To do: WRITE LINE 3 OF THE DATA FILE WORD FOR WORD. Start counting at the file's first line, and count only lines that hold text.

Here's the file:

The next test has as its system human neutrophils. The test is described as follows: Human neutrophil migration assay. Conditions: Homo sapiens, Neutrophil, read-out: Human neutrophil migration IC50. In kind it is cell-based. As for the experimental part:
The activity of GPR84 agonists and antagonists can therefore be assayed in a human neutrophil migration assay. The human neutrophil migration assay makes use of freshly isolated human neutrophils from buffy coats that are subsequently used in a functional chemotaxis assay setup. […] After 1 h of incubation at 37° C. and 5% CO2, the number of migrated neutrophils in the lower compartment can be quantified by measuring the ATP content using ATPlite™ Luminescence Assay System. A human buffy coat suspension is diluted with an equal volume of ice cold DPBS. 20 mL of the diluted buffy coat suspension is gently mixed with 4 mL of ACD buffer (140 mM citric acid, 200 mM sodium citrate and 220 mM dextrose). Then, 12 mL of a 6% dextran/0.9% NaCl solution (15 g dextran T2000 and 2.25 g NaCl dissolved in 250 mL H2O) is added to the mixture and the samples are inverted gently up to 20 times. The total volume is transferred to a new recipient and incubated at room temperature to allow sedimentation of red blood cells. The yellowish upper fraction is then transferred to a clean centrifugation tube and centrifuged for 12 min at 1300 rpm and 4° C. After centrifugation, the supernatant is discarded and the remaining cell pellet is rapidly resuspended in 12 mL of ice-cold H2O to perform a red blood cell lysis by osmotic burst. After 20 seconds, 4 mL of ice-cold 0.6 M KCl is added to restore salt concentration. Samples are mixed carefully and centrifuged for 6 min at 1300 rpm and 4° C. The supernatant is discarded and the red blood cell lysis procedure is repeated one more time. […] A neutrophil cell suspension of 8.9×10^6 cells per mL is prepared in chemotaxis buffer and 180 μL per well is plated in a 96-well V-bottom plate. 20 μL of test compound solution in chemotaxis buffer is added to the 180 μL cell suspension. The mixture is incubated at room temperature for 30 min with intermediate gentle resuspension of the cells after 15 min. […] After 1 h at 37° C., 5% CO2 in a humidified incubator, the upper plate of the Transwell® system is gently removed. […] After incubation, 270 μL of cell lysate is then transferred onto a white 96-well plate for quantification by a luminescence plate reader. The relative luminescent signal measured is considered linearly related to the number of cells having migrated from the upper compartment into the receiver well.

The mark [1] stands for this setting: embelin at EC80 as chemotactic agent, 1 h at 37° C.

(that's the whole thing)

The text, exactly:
The mark [1] stands for this setting: embelin at EC80 as chemotactic agent, 1 h at 37° C.